Relaxed champions take it all in their stride
THERE’S NOT much to the little town of Gniewino, some 75 kilometres from Gdansk, and there’s barely even a signpost to help you on you’re way until you’re almost in the place. By then, the flags and banners celebrating the decision of the Spanish to base themselves there are everywhere and the 21 turbines of its wind-farm have come into view; going around and around and around. Perfect.
Perhaps it’s the setting or the fact that the team has progressed so smoothly to the semi-finals of this tournament but there was a strangely serene air to the defending champions’ latest press conference at Gniewino’s small but impressive centre of Culture and Tourism.
It was strangely understated and many of the media who made the journey yesterday were still busy chatting when Cesc Fabregas and Xabi Alonso quietly took to the stage in the main conference room.
As he has on the pitch over the past couple of weeks too, the Real Madrid man made the greater contribution.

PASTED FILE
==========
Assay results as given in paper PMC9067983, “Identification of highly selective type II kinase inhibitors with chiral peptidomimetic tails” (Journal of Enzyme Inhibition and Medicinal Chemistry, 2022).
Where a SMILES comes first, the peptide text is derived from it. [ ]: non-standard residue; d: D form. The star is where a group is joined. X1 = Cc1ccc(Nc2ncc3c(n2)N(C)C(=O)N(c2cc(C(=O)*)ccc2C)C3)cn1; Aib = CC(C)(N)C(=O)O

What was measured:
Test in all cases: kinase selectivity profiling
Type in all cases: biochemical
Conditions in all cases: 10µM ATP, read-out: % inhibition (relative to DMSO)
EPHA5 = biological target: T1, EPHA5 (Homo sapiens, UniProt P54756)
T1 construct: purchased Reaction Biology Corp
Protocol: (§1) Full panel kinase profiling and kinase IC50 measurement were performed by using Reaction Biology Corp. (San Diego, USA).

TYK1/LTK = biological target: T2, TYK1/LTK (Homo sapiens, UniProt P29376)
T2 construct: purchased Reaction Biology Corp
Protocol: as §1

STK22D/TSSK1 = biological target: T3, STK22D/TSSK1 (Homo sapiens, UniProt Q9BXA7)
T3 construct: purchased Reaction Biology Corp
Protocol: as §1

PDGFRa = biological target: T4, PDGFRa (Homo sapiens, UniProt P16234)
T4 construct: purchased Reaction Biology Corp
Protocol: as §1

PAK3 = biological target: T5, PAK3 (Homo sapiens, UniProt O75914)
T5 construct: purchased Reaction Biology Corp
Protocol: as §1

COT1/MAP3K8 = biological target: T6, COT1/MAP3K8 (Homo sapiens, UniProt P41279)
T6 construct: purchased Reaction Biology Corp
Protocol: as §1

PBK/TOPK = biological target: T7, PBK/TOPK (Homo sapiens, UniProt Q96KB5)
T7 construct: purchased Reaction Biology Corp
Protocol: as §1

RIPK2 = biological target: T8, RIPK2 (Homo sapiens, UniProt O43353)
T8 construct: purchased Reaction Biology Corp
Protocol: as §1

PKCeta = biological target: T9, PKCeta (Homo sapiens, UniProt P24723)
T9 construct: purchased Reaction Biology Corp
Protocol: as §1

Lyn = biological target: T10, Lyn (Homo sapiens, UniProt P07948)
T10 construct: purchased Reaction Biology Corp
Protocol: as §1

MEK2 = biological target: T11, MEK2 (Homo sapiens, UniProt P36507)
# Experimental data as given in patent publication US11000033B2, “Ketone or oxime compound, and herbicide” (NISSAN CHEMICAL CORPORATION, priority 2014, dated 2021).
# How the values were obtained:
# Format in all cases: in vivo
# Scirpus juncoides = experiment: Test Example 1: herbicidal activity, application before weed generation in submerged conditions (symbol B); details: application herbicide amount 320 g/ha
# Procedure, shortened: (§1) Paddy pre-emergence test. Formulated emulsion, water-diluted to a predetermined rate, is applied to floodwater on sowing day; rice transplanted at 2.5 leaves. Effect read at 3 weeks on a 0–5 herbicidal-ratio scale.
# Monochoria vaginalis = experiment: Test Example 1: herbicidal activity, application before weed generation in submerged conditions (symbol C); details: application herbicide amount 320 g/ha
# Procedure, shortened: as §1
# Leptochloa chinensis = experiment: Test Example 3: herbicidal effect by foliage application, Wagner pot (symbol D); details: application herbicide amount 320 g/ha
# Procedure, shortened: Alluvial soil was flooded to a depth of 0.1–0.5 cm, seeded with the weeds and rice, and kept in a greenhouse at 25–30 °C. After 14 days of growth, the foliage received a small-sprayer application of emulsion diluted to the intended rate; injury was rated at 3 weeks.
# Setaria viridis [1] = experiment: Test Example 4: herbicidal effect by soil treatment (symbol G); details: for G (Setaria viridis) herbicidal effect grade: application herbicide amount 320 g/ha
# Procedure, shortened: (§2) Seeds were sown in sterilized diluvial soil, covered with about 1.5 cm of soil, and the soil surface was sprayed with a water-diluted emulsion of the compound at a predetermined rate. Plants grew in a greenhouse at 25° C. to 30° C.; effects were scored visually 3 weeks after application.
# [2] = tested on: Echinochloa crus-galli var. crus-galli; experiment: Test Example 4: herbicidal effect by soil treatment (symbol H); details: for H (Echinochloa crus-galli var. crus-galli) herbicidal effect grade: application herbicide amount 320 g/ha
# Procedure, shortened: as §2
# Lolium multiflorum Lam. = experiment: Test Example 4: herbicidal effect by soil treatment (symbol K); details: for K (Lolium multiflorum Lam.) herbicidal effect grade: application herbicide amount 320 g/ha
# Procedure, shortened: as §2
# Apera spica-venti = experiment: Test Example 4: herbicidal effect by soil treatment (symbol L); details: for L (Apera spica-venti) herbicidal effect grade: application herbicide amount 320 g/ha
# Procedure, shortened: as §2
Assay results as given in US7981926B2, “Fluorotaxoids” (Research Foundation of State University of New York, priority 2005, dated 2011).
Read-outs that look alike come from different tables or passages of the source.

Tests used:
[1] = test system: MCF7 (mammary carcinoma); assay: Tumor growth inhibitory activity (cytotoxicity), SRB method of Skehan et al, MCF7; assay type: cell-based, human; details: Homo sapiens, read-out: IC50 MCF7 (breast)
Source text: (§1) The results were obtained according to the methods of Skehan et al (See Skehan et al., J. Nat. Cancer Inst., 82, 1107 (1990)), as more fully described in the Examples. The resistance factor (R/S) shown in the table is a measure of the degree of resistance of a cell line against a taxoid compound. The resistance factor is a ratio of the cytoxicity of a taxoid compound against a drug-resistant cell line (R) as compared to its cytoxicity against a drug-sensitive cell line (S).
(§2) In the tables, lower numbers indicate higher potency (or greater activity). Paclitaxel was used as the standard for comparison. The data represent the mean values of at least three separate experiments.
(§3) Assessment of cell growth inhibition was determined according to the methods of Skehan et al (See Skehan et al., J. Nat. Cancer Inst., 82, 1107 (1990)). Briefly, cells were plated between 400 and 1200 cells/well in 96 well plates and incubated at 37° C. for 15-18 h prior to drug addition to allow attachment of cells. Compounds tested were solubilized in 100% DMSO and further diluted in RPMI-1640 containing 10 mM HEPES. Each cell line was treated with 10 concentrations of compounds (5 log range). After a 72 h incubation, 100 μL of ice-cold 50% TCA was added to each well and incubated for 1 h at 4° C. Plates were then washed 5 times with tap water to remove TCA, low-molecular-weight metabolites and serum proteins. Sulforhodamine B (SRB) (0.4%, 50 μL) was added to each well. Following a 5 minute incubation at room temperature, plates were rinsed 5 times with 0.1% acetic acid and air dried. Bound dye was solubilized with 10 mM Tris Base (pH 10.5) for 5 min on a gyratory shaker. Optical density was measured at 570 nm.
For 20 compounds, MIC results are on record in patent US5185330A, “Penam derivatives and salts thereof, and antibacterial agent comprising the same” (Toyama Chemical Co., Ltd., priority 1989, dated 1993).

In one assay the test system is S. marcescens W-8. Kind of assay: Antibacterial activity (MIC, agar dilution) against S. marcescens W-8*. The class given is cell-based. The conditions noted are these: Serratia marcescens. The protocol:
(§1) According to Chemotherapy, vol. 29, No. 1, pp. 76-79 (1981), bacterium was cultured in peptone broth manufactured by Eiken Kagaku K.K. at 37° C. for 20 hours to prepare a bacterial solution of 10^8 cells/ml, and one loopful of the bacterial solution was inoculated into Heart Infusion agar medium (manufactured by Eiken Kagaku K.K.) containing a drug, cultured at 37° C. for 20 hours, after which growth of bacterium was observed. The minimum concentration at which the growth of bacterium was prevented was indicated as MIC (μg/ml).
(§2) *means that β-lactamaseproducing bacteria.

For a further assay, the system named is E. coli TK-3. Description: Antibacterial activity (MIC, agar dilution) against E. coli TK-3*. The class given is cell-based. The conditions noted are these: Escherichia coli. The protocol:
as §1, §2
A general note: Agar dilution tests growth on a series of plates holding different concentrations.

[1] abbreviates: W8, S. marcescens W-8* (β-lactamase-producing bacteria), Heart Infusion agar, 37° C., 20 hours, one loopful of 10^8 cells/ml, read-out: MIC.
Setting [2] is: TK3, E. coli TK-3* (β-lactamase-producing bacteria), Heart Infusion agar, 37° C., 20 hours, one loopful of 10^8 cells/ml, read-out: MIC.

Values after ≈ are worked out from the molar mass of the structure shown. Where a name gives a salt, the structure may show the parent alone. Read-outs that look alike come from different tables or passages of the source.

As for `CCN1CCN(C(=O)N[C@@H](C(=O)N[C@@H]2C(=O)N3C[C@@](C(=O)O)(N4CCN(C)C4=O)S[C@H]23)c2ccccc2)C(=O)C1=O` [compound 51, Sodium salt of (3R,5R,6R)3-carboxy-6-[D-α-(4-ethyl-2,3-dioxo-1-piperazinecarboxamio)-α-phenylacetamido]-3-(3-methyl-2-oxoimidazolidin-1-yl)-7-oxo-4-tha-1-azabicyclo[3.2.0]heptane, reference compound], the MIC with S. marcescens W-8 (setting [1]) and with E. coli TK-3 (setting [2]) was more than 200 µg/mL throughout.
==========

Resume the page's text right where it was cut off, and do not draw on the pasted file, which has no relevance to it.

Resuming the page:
He is, of course, on something of a roll having scored twice on his 100th appearance for his country and played a key role in a defeat of France that ensured his side made it safely to the last four. Somehow, the team appears to have made it this far without either being severely stretched or really sparkling. There have been suggestions that they are tired which, if true, may prove a problem in Donetsk where Portugal will arrive better rested and having travelled less far.
Alonso, though, simply feels that they have had tough games and perhaps deserve a little more credit, although he’s not exactly shouting about the team’s biggest win of the tournament so far, the 4-0 defeat of Ireland.
“I’m not sure about that at all,” he said when asked why Italy had given the champions the most problems to date.
“The first game was really competitive, Italy are a great side. The third game against Croatia, was a pretty tough one.
“Why? They have a very good team. They played a cracking game against England. Their players are playing at the top level, Italy, and we are expecting something similar on Wednesday against Portugal.”
The Italian press has apparently described this Spanish team as boring but Alonso shrugged off a question about the assessment, saying simply that he respects all opinions but is happy with the system. He is, he observes a few moments later, pleased that the more adventurous sides have generally done well here over the last few weeks.